El Paso economy recovering, unemployment figures behind Texas and national average


EL PASO, Texas (KTSM) – The El Paso economy continues to grow as residents are finding job opportunities throughout the region but unemployment rates remain behind Texas and the rest of the country, according to figures from the Dallas Federal Reserve.

Unemployment remains 3.3 percent down compared to pre-pandemic levels reported in February 2020, according to the federal reserve’s El Paso branch. The latest figures show, employment grew in April by 538 jobs, a 2.1 percent annualized growth.

Federal reserve figures show the unemployment rate in El Paso fell from 7.3 percent to 6.9 percent. But the Texas rate is at 6.1 percent and the national rate is 5.8 percent.

Much of the local economy’s gains can be attributed to the leisure and hospitality sector , which grew the most among other labor markets. Those numbers were followed by professional and business services, construction and mining jobs.

Sectors that experienced job losses included trade, transportation, utilities, services and government. Figures show government sector jobs shrunk by 3,383 jobs.


Available data indicates El Paso retail sails soared to $3.27 billion in the third quarter of fiscal year 2020, a 1.9 percent increase from the year before, despite pandemic-related challenges.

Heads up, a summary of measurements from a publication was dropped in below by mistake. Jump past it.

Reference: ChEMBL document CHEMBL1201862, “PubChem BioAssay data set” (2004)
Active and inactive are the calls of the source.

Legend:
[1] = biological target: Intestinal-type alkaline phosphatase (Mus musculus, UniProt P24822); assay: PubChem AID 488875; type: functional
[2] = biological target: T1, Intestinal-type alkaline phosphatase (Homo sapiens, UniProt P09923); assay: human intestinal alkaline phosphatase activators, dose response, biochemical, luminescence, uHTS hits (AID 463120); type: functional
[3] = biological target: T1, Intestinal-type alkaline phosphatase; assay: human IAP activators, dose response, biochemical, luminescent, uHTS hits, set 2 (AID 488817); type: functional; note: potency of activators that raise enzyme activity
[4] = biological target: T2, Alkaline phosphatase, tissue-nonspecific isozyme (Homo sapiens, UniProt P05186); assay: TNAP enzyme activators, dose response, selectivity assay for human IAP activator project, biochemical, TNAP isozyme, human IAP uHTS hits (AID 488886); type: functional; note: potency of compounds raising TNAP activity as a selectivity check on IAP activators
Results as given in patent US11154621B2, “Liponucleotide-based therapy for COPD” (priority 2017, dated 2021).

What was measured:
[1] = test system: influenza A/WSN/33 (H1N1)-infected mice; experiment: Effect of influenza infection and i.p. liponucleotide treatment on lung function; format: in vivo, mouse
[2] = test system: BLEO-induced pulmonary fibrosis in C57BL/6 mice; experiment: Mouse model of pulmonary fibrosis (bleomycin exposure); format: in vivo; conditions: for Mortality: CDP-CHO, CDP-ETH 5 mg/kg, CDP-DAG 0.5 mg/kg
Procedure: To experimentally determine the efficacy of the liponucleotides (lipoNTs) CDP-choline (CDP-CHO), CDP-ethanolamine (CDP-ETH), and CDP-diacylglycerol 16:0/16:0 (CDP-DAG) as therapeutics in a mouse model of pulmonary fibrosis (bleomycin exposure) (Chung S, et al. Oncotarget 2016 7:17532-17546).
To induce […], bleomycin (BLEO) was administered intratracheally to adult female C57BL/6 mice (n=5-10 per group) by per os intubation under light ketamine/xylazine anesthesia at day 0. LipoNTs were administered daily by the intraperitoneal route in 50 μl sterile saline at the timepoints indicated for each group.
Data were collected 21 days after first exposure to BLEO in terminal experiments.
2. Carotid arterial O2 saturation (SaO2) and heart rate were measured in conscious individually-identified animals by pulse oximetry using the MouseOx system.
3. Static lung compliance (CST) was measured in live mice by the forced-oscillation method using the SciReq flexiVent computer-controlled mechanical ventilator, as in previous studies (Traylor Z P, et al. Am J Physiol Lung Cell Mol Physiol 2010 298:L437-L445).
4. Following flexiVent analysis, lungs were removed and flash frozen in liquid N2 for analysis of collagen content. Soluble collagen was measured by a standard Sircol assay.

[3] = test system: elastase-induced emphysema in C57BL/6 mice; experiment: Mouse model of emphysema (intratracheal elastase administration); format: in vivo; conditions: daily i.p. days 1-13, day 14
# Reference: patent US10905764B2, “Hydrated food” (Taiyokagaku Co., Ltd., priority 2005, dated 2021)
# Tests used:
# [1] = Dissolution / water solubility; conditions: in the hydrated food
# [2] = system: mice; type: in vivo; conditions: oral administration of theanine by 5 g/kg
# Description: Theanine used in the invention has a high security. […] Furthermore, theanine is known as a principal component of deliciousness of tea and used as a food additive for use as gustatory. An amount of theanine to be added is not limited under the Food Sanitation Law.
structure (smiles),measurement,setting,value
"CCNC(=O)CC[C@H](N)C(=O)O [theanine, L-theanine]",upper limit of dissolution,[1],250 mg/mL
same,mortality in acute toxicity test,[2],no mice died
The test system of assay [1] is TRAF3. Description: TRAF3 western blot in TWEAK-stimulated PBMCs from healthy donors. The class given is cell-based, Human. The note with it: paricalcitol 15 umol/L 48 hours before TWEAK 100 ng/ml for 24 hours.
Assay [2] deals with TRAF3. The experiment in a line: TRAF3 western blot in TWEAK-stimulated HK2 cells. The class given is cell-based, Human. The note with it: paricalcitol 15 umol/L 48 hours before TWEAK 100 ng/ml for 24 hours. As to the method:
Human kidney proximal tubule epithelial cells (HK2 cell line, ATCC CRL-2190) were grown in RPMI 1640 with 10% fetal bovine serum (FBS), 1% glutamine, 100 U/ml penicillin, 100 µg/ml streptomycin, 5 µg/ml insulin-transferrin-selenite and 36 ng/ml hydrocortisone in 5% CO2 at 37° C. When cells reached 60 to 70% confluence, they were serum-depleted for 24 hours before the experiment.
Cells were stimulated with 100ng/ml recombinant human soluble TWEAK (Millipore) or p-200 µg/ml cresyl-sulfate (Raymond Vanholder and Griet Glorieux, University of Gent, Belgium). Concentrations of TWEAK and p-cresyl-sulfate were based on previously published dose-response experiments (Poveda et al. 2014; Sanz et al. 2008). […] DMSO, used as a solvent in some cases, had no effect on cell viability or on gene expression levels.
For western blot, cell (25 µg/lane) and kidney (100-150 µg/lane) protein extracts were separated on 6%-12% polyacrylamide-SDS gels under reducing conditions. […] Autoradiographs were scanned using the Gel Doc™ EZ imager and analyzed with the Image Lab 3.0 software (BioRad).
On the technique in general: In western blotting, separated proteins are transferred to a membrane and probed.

Federal Reserve research claims several factors may be the reason retail shopping continued to grow last year. The federal issuing of stimulus money, consumers spent less on services and more on goods, and the accessibility of e-commerce.

Though international bridges have remained generally closed to non-essential traffic, retail sales remained on-par with previous years. The data also show retail has grown or remain steady since 2017 despite erosion in the Mexican currency.


Trade traffic on international bridges continues to improve but levels are still less than a third of pre-pandemic levels. With COVID-19 emergency responses in Ciudad Juárez, imports have been limited to El Paso. And, semiconductor shortages have had a negative impact on technologic and auto-related imports.

In total, exports grew by 4.1 percent and imports fell by 4.7 percent, according to figures from the Federal Reserve.

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